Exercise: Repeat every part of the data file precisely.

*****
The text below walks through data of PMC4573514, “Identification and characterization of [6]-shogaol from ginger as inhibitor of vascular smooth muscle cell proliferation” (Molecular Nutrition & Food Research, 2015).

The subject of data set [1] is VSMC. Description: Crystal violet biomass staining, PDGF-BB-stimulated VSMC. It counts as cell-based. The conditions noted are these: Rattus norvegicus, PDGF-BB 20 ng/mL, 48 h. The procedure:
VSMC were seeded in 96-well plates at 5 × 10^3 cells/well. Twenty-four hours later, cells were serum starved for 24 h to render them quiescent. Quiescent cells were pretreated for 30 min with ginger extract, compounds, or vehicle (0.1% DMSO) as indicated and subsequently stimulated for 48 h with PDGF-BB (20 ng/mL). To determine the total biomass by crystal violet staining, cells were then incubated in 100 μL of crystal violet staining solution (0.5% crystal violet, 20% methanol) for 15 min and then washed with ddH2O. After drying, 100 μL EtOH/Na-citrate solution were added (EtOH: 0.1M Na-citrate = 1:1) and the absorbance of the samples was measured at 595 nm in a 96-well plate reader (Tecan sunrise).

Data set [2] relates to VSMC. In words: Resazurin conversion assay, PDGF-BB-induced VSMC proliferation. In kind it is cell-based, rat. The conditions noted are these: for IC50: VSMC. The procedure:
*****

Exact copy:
The text below walks through data of PMC4573514, “Identification and characterization of [6]-shogaol from ginger as inhibitor of vascular smooth muscle cell proliferation” (Molecular Nutrition & Food Research, 2015).

The subject of data set [1] is VSMC. Description: Crystal violet biomass staining, PDGF-BB-stimulated VSMC. It counts as cell-based. The conditions noted are these: Rattus norvegicus, PDGF-BB 20 ng/mL, 48 h. The procedure:
VSMC were seeded in 96-well plates at 5 × 10^3 cells/well. Twenty-four hours later, cells were serum starved for 24 h to render them quiescent. Quiescent cells were pretreated for 30 min with ginger extract, compounds, or vehicle (0.1% DMSO) as indicated and subsequently stimulated for 48 h with PDGF-BB (20 ng/mL). To determine the total biomass by crystal violet staining, cells were then incubated in 100 μL of crystal violet staining solution (0.5% crystal violet, 20% methanol) for 15 min and then washed with ddH2O. After drying, 100 μL EtOH/Na-citrate solution were added (EtOH: 0.1M Na-citrate = 1:1) and the absorbance of the samples was measured at 595 nm in a 96-well plate reader (Tecan sunrise).

Data set [2] relates to VSMC. In words: Resazurin conversion assay, PDGF-BB-induced VSMC proliferation. In kind it is cell-based, rat. The conditions noted are these: for IC50: VSMC. The procedure: